Academic Anti-Racism

This post diverts from the purpose of the blog, but it is important to me to make my stance clear.

My week (last week) started at the Society for the Improvement of Psychological Science (SIPS) meeting on Monday and Tuesday. Two big takeaways were a desire to decolonize/diversify my teaching, course by course, and another to switch to a “The New Statistics” style undergrad statistics course focusing on Estimation rather than Hypothesis Testing. Consider these recorded here for posterity.

Later in the week, I read Dr. Simine Vazire’s incredibly timely piece on her experiences and opinions in the peer review process in psychology, and I was somehow taken by surprise. It seems like the message that something is deeply broken and has been for decades shouldn’t come as a surprise, especially given how snipey and ego-based early academic publishing was. It shouldn’t be surprising that the system that came out of that culture is also heavily ego-laden and interested in keeping up the status quo. No disrespect to the current editorship, but Dr. Vazire’s piece makes me wish so hard to have seen the world in which she was selected to EIC Psychological Science.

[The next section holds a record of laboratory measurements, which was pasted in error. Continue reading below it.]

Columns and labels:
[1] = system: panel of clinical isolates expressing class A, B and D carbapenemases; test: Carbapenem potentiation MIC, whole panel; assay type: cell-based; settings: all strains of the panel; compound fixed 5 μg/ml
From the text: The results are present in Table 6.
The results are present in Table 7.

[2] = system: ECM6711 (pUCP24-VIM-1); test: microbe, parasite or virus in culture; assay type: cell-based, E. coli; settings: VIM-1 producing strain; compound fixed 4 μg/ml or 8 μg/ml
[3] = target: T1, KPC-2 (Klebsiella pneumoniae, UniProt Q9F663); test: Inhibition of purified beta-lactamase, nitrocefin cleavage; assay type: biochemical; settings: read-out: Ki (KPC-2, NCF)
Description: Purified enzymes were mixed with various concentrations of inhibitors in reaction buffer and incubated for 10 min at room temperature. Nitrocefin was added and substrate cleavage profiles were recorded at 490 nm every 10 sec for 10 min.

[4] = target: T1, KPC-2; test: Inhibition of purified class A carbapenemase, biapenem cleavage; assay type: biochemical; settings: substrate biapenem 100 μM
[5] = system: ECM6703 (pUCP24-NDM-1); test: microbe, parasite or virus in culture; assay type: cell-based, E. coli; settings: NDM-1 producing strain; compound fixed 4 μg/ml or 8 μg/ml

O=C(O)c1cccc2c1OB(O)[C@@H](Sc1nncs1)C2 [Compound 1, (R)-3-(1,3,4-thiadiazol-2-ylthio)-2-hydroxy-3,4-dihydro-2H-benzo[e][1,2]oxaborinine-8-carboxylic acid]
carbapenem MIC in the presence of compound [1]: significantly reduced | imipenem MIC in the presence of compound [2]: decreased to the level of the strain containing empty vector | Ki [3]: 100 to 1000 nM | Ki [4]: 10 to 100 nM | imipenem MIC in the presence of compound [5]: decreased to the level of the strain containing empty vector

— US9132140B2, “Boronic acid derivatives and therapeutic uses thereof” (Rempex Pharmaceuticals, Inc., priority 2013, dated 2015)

Though (white) academics like to think of ourselves and our institutions as bastions of open-mindedness and Liberal/Liberating Arts, it’s pretty clear by now that the academy is just as racist as every other place in American (and Western, even global?) society. White members of the academy may not feel that we are racists, but we’ve waited far too long to become actively anti-racist. The act of restructuring our system begins with decolonizing our courses. Then, effortfully and without tokenizing, hire and promote and recommend and award BIPOC faculty whenever you can. Maybe we discuss a racism checklist for reviewers in the short term, then entertain real ways to completely change the system in the long term (paying reviewers and establishing some system for reviewer recruitment randomized within subdiscipline seems to do a lot at once).

Edit: Can’t wait to work on the suggestions from this excellent Inside Higher Ed article!

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